Chronic stimulation of OBN cultures with BDNF evoked opposite changes in OB current, namely an increase in outward potassium current as opposed to current suppression. Studies have demonstrated that phosphorylation of TrkB by BDNF is achievable in a 5 min time course and will progressively decline over the course of an hour (Yuen & Mobley, 1999). Unfortunately, the protocol of stimulating whole OBs with BDNF did not permit long chronic exposures to the neurotrophin that could then be assessed biochemically to measure the phosphorylation state of either TrkB or Kv1.3. This protocol of maintaining whole bulbs over days in situ would induce inevitable death of neurons, whereas harvesting cultured OBNs chronically supplemented with neurotrophins did not yield enough protein for immunoprecipitation and SDS-PAGE analysis. So it remains to be determined whether there is a downregulation of either TrkB receptor expression or phosphorylation state that would be consistent with a reduced modulation (suppression) of Kv1.3 current in the OB under chronic BDNF stimulation. The left-shifted conductance plots, however, indicate that chronic BDNF stimulation may alter the voltage dependence of Kv1.3. The lower V1/2 values reported for BDNF-treated cells could account for greater whole-cell currents because the neuron could activate sooner, at lower potentials, than time-matched controls. Another likely interpretation of the mechanism of chronic neurotrophin upregulation can be derived from the fact that the neurotrophin NGF is known to regulate the number and distribution of delayed rectifying K+ channels in PC12 cells and SK-SH neuroblastoma cells (Lesser et al. 1997; Yan et al. 1997). Increased targeting of potassium ion channels to the membrane of OB neurons could account for the increased current magnitude or density observed in BDNF-treated cultures. Equally plausible is the fact that expression or targeting of another class of delayed rectifier could be upregulated under chronic BDNF treatment that would mask a continued Kv1.3 current suppression. Independent of mechanism, our data demonstrate that long-term treatment with neurotrophins, such as in treatment for nerve injury or neurogenerative diseases, upregulates potassium currents in neurons, an effect that is the inverse of acute or rapid exposure. BDNF activation of TrkB receptors can thus have different functional effects depending upon duration of stimulation, a finding also reported by Sherwood & Lo (1999), who compared acute versus chronic effects of BDNF on synaptic transmission in CA1 hippocampal cultures.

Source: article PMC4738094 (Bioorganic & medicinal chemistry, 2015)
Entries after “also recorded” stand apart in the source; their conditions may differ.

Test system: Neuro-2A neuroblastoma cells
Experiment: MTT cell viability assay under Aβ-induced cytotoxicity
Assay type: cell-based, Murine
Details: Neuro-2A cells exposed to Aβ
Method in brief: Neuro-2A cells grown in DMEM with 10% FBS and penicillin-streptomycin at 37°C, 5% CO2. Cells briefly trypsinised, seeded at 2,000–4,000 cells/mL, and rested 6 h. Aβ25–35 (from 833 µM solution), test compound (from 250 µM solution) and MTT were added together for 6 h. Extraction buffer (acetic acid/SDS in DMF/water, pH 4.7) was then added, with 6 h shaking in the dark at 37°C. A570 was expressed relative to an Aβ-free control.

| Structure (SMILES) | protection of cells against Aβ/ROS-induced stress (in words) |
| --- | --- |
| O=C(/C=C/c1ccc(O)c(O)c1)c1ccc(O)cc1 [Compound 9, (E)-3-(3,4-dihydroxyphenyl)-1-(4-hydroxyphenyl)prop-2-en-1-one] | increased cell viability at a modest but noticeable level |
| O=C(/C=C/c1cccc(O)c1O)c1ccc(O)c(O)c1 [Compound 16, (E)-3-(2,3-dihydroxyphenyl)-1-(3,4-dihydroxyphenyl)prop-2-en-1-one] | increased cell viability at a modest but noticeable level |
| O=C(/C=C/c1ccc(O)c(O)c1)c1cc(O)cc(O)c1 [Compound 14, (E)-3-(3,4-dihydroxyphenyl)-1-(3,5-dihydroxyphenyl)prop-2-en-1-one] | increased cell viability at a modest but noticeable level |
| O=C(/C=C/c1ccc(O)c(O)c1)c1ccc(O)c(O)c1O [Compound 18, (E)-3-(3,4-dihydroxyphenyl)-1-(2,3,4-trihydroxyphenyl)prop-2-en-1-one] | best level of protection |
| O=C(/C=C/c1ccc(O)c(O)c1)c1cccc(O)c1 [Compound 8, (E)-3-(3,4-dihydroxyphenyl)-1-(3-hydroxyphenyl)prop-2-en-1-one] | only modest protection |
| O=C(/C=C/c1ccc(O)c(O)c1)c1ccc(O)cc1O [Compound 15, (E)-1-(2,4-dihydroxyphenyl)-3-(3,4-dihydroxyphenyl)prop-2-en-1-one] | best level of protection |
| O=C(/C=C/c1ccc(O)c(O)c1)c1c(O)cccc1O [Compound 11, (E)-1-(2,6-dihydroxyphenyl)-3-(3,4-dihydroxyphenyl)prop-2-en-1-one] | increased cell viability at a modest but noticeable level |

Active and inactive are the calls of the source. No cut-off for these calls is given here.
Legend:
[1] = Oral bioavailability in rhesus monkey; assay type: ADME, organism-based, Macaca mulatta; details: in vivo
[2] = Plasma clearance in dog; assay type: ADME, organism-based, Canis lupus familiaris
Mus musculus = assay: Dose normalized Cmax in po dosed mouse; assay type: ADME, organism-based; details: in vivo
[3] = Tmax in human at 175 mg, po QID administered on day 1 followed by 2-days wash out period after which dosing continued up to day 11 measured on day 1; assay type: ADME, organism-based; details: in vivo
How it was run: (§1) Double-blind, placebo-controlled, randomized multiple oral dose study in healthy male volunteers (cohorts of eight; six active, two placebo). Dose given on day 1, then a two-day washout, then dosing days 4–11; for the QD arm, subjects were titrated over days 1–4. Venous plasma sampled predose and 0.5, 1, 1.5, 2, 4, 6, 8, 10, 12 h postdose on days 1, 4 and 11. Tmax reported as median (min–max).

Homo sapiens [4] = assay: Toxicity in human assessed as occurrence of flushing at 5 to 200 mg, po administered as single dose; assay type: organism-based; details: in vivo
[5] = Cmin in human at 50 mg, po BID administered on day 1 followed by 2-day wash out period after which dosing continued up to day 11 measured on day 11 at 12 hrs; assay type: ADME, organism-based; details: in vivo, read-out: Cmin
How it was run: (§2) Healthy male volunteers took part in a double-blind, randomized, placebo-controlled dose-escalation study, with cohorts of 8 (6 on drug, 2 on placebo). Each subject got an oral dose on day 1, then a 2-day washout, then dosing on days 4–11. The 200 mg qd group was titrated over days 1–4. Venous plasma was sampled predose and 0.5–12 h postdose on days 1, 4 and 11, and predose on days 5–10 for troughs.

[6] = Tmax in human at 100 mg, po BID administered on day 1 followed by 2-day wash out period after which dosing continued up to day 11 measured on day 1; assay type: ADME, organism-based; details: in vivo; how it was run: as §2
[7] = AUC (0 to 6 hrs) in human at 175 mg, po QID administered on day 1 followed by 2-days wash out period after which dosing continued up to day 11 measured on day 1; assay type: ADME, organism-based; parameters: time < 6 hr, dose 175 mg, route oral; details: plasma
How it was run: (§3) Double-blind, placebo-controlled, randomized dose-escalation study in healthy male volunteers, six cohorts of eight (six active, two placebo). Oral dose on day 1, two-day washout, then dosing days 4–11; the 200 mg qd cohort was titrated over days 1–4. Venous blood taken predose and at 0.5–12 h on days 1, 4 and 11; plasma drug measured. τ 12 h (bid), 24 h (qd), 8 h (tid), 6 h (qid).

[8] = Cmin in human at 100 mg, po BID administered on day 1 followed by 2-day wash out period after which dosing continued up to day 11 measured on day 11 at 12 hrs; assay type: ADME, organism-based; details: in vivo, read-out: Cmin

Finally, our data in sensory-deprived animals with unilateral naris occlusion demonstrate that odour sensory experience is necessary to maintain kinase activity, as observed in control animals for acute BDNF-induced tyrosine phosphorylation of Kv1.3. Odour sensory deprivation failed to alter either TrkB kinase protein expression (Fig. 10) or Kv1.3 protein expression (Fadool et al. 2000), yet phosphorylation of the channel after acute BDNF stimulation was significantly increased. Most recent data have shown that BDNF levels fall in the granule cell layer following sensory deprivation via naris occlusion (McClean et al. 2001), which implies, for our data, that there must be an increased efficacy of the TrkB kinase to yield increased Kv1.3 tyrosine phosphorylation following occlusion. Alternatively, a different signalling cascade could be activated after occlusion to increase Kv1.3 tyrosine phosphorylation in the presence of BDNF. Independent of mechanism, all increases in tyrosine phosphorylation of Kv1.3 by a variety of receptor and cellular tyrosine kinases have been correlated with a decreased total current and would imply that an increase in basal channel phosphorylation induced by sensory deprivation would decrease Kv1.3 current magnitude. If neurotrophic factors are being researched as potential treatments to increase nerve cell generation and growth following injury or deprivation (Sinson et al. 1996; Zochodne, 1996), it is important also to consider altered receptor kinase or channel functions induced by such deprivation, because potential treatments would be administered from an altered basal state. This patch-clamp study of modulation of voltage-gated potassium current (Kv1.3) in olfactory bulb neurons and the parallel biochemical analysis of the phosphorylated state of Kv1.3 ion channel protein demonstrates that Kv1.3 is tyrosine phosphorylated by acute stimulation with the neurotrophin BDNF. BDNF-evoked Kv1.3 phosphorylation induces current suppression and no changes in inactivation or deactivation kinetics or voltage dependence of the potassium current in these OB neurons. Conversely, chronic stimulation with BDNF over days induces an enhancement of the potassium current, probably by a mechanism that changes the voltage dependence of Kv1.3, and a speeding of both the inactivation and deactivation kinetics. Acute stimulation of OB neurons by BDNF is dependent upon odour sensory experience, where unilateral naris occlusion shortly after birth upregulates the increase in tyrosine phosphorylation of Kv1.3 induced by BDNF. Studies of genetically modified mice lacking TrkB or BDNF indicate that lack of expression of the kinase or ligand does not alter the topographical positioning or number of OB glomeruli (Nef et al. 2001). Unfortunately, functional studies have not been undertaken with such a model, so this is an important future directive in understanding how neurotrophins affect ion channel biophysics and electrical patterning for coding of olfactory information.